October 11, 2016: Social Science & Medicine
Andrew C Patterson, Gerry Veenstra
OBJECTIVES: Intersectionality theory proposes that each combination of social categories derived from gender, race and nationality, such as immigrant White man or native-born Black woman, is associated with unique social experiences. We tested the potential of intersectionality theory for explicating racial inequalities in Canada by investigating whether Black-White health inequalities are conditioned by gender and immigrant status in a synergistic way. METHODS: Our dataset comprised 10 cycles (2001-2013) of the Canadian Community Health Survey...
October 20, 2016: Canadian Journal of Public Health. Revue Canadienne de Santé Publique
Darrell L Hudson, Kimberly A Kaphingst, Merriah A Croston, Melvin S Blanchard, Melody S Goodman
We examined the prevalence of mental disorders in a primary care setting affiliated with a large academic medical center. We also examined whether there were racial differences in mental health disorders. Patients were seeking medical care in an outpatient medical clinic; mental health data were available for them via medical records (n=767). Overall, 45% of patients had a diagnosed mental health problem; the most commonly reported form of mental disorder was depression. African Americans (OR= 1.88; CI: 1.21-2...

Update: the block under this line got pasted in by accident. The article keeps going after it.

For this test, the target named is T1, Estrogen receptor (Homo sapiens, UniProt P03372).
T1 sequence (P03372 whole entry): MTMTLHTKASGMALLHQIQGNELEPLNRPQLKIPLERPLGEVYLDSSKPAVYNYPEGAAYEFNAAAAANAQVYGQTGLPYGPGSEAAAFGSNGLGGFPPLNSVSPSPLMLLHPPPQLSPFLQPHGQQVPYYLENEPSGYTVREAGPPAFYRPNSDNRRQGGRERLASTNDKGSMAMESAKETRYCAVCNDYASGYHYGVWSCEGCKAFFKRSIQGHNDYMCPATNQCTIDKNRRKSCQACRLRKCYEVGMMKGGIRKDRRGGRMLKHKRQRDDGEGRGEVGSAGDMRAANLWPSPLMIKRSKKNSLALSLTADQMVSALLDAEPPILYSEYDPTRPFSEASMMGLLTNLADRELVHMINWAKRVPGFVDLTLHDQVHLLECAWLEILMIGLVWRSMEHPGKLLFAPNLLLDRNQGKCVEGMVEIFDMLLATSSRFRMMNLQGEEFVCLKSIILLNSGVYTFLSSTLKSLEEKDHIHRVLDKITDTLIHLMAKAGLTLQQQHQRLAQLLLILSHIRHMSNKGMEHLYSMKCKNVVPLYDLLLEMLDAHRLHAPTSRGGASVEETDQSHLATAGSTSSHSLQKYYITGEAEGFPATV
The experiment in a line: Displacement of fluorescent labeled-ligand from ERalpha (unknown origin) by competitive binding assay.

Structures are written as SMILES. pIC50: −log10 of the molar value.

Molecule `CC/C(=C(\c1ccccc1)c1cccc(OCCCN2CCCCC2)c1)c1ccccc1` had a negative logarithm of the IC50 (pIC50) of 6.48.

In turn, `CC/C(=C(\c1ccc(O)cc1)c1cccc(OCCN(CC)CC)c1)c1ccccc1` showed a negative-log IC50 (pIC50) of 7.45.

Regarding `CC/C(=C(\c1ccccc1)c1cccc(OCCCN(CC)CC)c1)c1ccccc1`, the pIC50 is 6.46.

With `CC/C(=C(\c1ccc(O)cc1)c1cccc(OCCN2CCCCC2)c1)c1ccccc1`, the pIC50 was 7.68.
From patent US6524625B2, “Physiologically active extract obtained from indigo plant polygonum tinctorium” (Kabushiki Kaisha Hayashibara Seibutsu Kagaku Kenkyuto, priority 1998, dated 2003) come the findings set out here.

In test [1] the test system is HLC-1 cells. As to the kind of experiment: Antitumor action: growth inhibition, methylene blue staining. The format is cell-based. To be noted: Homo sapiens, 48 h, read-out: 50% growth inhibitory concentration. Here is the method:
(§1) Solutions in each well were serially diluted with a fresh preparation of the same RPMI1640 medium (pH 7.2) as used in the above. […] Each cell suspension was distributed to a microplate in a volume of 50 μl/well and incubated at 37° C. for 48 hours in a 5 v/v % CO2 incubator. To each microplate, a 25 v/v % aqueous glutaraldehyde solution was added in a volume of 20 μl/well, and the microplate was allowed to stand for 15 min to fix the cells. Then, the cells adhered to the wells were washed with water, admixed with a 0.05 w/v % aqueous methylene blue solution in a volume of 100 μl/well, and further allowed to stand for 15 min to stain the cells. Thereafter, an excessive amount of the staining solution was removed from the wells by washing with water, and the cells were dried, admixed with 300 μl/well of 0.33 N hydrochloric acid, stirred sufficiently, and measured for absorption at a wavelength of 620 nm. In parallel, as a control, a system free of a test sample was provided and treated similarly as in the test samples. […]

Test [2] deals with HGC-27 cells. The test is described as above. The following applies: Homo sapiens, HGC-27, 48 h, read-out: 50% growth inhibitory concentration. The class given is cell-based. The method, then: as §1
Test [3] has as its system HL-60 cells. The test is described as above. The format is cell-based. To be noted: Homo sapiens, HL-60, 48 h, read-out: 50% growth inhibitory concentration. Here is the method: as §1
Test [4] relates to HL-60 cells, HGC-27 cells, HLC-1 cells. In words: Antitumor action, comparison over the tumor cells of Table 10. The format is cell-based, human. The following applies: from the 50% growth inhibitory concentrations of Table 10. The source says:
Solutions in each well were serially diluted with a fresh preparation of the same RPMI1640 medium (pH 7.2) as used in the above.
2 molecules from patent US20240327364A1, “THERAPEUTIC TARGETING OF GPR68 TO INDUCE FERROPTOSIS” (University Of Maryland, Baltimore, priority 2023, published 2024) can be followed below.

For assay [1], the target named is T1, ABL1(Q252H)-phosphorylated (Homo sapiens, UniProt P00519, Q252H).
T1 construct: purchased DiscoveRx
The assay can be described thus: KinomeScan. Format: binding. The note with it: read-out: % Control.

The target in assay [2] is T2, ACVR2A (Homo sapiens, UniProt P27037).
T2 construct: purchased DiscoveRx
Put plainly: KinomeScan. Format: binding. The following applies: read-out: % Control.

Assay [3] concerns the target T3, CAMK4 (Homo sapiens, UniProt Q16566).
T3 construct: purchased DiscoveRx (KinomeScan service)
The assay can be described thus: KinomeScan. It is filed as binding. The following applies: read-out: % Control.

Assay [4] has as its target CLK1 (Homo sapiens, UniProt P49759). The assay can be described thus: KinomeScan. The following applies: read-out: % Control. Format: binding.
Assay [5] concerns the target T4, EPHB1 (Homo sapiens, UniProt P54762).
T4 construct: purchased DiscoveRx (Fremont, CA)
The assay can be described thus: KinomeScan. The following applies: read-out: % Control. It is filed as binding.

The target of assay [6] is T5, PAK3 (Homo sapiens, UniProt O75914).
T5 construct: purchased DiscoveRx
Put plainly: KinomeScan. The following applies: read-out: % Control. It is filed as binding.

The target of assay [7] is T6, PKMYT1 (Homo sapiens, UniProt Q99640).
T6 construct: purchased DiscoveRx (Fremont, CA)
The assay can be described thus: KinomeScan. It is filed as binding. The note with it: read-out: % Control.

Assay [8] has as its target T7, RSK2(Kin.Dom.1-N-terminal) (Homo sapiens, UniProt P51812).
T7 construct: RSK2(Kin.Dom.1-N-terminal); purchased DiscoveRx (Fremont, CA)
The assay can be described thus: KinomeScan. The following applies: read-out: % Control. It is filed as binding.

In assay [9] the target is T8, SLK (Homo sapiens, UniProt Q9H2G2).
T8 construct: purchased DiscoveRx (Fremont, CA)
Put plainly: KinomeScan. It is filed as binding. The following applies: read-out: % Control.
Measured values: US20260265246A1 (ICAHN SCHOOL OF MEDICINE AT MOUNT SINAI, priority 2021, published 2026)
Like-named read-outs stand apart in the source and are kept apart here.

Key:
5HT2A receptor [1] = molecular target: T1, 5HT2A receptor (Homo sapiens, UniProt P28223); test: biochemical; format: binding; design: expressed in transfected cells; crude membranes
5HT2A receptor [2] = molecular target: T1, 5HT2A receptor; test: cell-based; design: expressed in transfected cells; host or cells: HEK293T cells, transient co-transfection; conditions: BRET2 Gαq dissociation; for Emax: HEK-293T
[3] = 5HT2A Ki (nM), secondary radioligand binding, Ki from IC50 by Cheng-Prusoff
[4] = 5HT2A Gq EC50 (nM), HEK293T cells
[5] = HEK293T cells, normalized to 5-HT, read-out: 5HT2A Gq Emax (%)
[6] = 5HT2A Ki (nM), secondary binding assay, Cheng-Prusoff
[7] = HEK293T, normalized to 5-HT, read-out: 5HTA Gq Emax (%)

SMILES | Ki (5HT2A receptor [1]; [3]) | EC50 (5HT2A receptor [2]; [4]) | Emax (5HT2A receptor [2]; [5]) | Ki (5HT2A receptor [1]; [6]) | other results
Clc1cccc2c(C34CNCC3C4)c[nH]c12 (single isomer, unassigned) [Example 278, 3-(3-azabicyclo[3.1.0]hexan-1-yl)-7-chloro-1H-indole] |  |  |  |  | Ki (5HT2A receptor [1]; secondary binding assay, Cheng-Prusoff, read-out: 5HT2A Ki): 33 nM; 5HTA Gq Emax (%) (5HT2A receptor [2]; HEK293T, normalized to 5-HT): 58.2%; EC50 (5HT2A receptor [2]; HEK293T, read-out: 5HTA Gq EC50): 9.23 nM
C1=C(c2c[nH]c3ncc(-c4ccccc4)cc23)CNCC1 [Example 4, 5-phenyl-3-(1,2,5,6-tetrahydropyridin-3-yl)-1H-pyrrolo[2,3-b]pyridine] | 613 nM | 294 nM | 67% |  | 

2016: Journal of Health Care for the Poor and Underserved
Tawandra L Rowell-Cunsolo, Nabila El-Bassel, Carl L Hart
Black Americans are incarcerated at disproportionate rates, largely due to racial differences in the application of drug laws. Human immunodeficiency virus (HIV) prevalence rates among Black Americans are also disproportionately high. Moreover, availability of and access to HIV prevention services in correctional settings are limited. Recognizing that Blacks are at an elevated risk of contracting HIV, and that incarceration worsens health outcomes, this paper addresses the importance of implementing comprehensive prison-based HIV programs and prevention interventions to improve the health of this vulnerable population...